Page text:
Gene expression profiling studies yield valuable information to understand molecular mechanisms of different cancer types (Drukker et al. 2014; Fina et al. 2015; Fu et al. 2014; Yuan et al. 2014; Zubor et al. 2015). The mode of action of a compound and its potential as an anticancer agent can be evaluated via gene expression profiling studies (lorio et al. 2009; Nunez et al. 2008; Righeschi et al. 2012; Schmeits et al. 2014; Zhou et al. 2005). Therefore, we applied mRNA microarray analyses to unravel modes of action of CSA. The deregulated genes after CSA treatment were subjected to Ingenuity Pathway analyses to identify affected signaling routes. Intriguingly, among the top signaling pathways were [G.sub.2]M arrest pathways. This is a strong hint that cell cycle arrest in [G.sub.2]M and induction of apoptosis are important modes of action of CSA toward cancer cells. BRCA-1 and BRCA-2 were down-regulated upon CSA treatment, indicating that DNA damage and repair pathways were affected. Proteins (p21, BRCA-1 and BRCA-2) playing role in DNA damage response pathway (Pawlik and Keyomarsi 2004) were deregulated upon CSA treatment. Up-regulation of p21, down-regulation of BRCA-1 and BRCA-2 imply that uncontrolled proliferation was to some extent normalized and DNA damage was accumulated leading to apoptosis. As tumor suppressor p21 plays a critical role in cell cycle regulation, excessive cell proliferation and metastasis can be halted via p21 up-regulation (Garcia-Tunon et al. 2006; Tanaka and lino 2014). Our results on CSA can be reconciled with more general findings in cancer biology that tumors activate DNA damage response pathways such as BRCA-1/2 upon exposure to DNA-damaging agents (Cheung-Ong et al. 2014). It is worth speculating that CSA may be even more cytotoxic, if combined with other DNA-damaging drugs such doxorubicin and cisplatin.

We conclude that CSA may act on breast cancer cells by targeting multiple tumorigenic pathways leading to cell cycle arrest and apoptosis. Our data indicate that CSA possesses therapeutic potential against breast cancer. Further predinical and clinical studies are warranted to clarify the therapeutic potential of CSA.


BCIP/NBT    5-bromo-4-chloro-3'-indolyphosphate
            p-toluidine salt/nitro-blue tetrazolium chloride
BRCA 1/2    breast cancer resistance genes 1/2
BSA         bovine serum albumine
CSA         cajanin stilbene acid
DAPI        4',6-diamidine-2-phenylindole
DMEM        dulbecco's minimal essential medium
DMSO        dimethyl sulfoxide
EGFR        epidermal growth factor receptor
ER          estrogen receptor
HER2        human epidermal growth factor receptor 2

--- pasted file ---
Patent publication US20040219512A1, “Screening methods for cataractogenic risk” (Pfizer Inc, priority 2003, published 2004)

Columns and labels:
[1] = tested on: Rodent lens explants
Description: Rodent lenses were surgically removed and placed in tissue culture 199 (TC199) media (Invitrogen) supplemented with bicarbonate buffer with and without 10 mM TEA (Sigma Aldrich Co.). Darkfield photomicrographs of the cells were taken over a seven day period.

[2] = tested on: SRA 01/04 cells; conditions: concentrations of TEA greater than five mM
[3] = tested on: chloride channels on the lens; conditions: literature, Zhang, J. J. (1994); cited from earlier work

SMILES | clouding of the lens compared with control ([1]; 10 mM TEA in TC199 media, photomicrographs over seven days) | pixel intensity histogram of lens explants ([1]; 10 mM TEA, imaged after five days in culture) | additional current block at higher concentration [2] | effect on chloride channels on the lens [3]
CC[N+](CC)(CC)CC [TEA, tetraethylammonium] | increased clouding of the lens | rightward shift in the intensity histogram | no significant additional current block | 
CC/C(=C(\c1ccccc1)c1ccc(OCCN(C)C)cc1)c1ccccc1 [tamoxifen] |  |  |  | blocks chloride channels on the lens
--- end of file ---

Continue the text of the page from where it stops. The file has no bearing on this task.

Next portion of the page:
MMP         mitochondrial membrane potential
PBS         phosphate buffered saline
PI          propidium iodide
PMSF        phenylmethanesulfonyl fluoride
PR          progesterone receptor
R123        rhodamine 123
SDS         sodium dodecyl sulfate
TBST        tris-buffered saline/Tween 20


Article history:

Received 19 February 2015

Accepted 26 February 2015

Conflict of interest

The authors declare that they have no conflict of interest.


We gratefully acknowledge the financial support from Special Fund of Forestry Industrial Research for Public Welfare of China (201004040), Importation of International Advanced Forestry Science and Technology, National Forestry Bureau (2012-4-06), Heilongjiang Province Science Foundation for Excellent Youths (JC200704) and Project for Distinguished Teacher Abroad, Chinese Ministry of Education (MS2010DBLY031).


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Yujie Fu (a,b,1), Onat Kadioglu (c,1), Benjamin Wiench (c), Zuofu Wei (a,b), Chang Gao (d), Meng Luo (a,b), Chengbo Gu (a,b), Yuangang Zu (a,b), Thomas Efferth (c), *

(a) Key Laboratory of Forest Plant Ecology, Ministry of Education, Northeast Forestry University, Harbin 150040, China

(b) Engineering Research Center of Forest Bio-Preparation, Ministry of Education, Northeast Forestry University, Harbin, China

(c) Department of Pharmaceutical Biology, Institute of Pharmacy and Biochemistry. Johannes Gutenberg University, Staudinger Weg 5, 55128 Mainz, Germany

(d) Peking University People's Hospital, Beijing 100044, China

* Corresponding author. Tel.: +49 6131 3925751; fax: +49 6131 23752.

E-mail address: (T. Efferth).

(1) Both authors contributed equally to this work.

Table 1
Primer nucleotide sequences, concentrations and annealing

Gene    Sequence                           Concentration  Annealing
                                           (nM)           temperature

BRCA-1  Fw: 5'-TCAATGGAAGAAACCACCAAGGT-3'  250            59
BRCA-2  Fw: 5'-GTTTGTGAACCGTCGTCACA-3'     250            59
P21     Fw: 5'-GCGATGGAACrrCGACTTTGT-3'    250            59
RPS13   Fw: 5'-GGTTGAAGTTGACATCTGACGA-3'   250            59

Table 2
Validation of microarray-based mRNA expression by
quantitative real-time RT-PCR.

Gene         Method         Fold change

BRCA-1       Microarray     -2.99
             RT-PCR         -4.93
BRCA-2       Microarray     -3.36
             RT-PCR         -4.91
P21          Microarray      5.22
             RT-PCR          1.66

mRNA expression values from microarray hybridization and
real-time RT-PCR were significantly correlated (R = 0.99;
p = 0.013; Pearson correlation test).
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Author:Fu, Yujie; Kadioglu, Onat; Wiench, Benjamin; Wei, Zuofu; Gao, Chang; Luo, Meng; Gu, Chengbo; Zu, Yua
Publication:Phytomedicine: International Journal of Phytotherapy & Phytopharmacology
Article Type:Report
Geographic Code:9JAPA
Date:Apr 15, 2015